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Gynaecology versus Uro-Gynaecology

29 Nov 2016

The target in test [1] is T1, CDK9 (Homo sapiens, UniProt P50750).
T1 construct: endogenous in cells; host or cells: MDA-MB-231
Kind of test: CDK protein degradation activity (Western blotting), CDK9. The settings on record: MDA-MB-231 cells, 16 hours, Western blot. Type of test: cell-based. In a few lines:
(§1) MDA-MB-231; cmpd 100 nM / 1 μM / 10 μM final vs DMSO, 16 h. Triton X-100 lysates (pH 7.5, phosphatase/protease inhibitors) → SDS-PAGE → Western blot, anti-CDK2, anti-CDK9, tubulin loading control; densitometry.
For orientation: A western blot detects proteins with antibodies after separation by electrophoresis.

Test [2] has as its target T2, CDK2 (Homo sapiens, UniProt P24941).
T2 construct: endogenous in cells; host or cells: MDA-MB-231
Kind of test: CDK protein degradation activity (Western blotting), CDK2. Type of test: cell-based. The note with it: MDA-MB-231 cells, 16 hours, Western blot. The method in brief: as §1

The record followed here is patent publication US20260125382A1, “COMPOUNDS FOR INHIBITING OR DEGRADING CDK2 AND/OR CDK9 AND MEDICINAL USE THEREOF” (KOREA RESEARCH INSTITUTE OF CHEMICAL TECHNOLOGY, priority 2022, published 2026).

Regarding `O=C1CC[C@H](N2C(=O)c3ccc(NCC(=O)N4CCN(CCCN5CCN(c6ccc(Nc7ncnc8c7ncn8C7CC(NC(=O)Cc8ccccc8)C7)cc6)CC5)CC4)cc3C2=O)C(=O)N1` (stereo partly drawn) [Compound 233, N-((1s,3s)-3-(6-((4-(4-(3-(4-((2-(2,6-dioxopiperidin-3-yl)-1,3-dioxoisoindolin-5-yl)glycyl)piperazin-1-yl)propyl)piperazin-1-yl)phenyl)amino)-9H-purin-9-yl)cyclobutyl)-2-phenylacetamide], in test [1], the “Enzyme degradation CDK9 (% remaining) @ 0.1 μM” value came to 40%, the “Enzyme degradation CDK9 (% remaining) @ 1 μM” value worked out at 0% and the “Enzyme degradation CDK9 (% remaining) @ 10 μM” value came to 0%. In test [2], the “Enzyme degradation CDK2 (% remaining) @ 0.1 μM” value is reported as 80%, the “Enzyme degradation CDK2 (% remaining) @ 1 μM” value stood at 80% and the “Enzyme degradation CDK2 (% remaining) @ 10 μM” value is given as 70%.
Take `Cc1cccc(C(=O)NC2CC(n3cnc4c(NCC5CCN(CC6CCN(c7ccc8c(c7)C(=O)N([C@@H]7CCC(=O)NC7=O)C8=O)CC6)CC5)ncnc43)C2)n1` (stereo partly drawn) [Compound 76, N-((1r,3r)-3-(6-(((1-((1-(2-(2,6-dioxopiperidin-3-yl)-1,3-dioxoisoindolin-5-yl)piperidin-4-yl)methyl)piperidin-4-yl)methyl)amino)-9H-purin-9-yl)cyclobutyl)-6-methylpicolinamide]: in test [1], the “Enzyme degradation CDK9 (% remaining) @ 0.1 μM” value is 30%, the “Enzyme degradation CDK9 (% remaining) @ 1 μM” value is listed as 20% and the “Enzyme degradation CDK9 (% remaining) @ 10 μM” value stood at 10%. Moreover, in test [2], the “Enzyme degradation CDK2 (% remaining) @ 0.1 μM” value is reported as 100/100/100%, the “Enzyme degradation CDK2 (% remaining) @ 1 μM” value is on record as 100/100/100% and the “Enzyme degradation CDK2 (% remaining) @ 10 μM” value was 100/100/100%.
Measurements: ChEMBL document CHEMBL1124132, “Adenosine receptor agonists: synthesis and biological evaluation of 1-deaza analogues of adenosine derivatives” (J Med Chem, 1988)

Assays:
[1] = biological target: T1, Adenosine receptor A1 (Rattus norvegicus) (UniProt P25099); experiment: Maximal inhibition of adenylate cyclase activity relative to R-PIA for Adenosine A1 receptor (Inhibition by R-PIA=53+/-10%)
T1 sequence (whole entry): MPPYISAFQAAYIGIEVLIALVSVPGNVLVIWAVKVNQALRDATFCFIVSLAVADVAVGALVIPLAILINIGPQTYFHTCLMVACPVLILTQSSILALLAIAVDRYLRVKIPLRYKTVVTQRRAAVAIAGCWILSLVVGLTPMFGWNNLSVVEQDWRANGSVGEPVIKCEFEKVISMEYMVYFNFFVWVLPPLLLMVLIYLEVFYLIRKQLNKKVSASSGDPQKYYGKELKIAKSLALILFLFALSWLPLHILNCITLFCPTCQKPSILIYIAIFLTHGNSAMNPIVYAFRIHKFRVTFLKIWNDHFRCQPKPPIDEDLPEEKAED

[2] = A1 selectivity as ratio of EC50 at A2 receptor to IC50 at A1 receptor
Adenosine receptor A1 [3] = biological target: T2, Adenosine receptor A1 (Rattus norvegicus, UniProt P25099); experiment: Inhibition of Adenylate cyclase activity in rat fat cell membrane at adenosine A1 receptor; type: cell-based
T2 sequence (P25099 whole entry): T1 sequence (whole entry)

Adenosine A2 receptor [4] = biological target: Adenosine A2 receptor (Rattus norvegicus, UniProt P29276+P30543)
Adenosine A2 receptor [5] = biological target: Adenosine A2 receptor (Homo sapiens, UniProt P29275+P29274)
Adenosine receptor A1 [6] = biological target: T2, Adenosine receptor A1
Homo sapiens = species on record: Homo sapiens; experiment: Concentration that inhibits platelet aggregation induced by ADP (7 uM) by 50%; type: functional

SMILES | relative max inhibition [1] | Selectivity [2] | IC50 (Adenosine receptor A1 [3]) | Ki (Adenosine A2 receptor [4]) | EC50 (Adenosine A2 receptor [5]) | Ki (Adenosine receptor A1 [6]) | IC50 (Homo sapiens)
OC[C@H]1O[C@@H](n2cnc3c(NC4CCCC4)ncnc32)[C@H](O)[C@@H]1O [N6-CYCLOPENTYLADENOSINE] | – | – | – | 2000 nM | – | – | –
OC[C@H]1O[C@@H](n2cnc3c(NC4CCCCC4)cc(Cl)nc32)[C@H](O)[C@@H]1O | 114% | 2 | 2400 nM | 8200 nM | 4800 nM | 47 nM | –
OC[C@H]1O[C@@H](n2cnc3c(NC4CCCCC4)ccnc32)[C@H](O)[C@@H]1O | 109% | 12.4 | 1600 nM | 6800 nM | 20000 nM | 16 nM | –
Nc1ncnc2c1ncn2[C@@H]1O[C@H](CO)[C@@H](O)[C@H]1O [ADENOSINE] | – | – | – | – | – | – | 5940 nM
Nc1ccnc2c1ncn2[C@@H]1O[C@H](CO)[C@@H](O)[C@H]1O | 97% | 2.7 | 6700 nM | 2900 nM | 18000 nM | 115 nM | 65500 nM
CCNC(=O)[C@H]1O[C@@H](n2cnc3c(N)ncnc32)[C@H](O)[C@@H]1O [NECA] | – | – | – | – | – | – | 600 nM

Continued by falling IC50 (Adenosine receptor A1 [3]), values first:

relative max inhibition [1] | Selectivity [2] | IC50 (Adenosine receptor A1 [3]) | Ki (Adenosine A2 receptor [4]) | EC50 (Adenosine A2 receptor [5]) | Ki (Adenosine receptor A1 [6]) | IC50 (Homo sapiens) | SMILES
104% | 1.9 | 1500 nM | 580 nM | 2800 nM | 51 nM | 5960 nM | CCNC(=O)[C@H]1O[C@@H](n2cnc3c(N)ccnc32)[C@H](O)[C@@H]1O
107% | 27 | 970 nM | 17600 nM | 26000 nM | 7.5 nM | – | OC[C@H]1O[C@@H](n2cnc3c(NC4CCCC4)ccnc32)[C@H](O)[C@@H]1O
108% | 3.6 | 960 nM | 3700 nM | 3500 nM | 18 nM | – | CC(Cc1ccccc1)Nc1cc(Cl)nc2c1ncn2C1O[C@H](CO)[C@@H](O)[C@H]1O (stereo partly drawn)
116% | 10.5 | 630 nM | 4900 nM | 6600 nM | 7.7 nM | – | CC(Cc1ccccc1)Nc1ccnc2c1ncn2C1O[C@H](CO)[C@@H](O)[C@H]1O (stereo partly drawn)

Women today inhabit multiple and varied roles, ranging from office executives to serving as the glue that binds families together to designated caregivers for their friends, colleagues, children, partners and parents. Having dedicated their lives to the emotional and physical well-being of others, too often many women overlook themselves. Fortunately, there are dedicated and specialised physicians in a field focused on the prioritisation of women’s health. This field is gynaecology. The word gynaecology is derived from ancient Greek, with ‘gyne’ meaning woman and logia meaning ‘study’, making gynaecology the study of women. This does not mean that gynaecologists merely examine women with magnifying glasses and take observational notes. These committed physicians work hard both in research and practice to keep women healthy in mind and body. Let’s look at the similarities and differences of these two areas and just how vast and dynamic these fields are. General gynaecology is dedicated to the well-being of women from adolescence all the way into their golden years. Because women undergo so many changes throughout their lifetime, the issues gynaecologists must tackle are very much related to the age of a woman. In adulthood, or the reproductive age, most women visit gynaecologists regarding menstrual issues and issues related to fertility or early conception; with around 70% of the complaints being about menstruation. For adolescents, menstruation is one of the main issues but not the only one. Girls or young women may sometimes need a gynaecologist to help them to better understand their sexuality or deal with gender identity. This problem is especially prominent amongst girls with chromosomal issues that are not detected during childhood. The signs of these kind of conditions become more apparent when the girls reach puberty. For example, the girl may be unable to menstruate, and it is the task of the gynaecologist to offer appropriate help.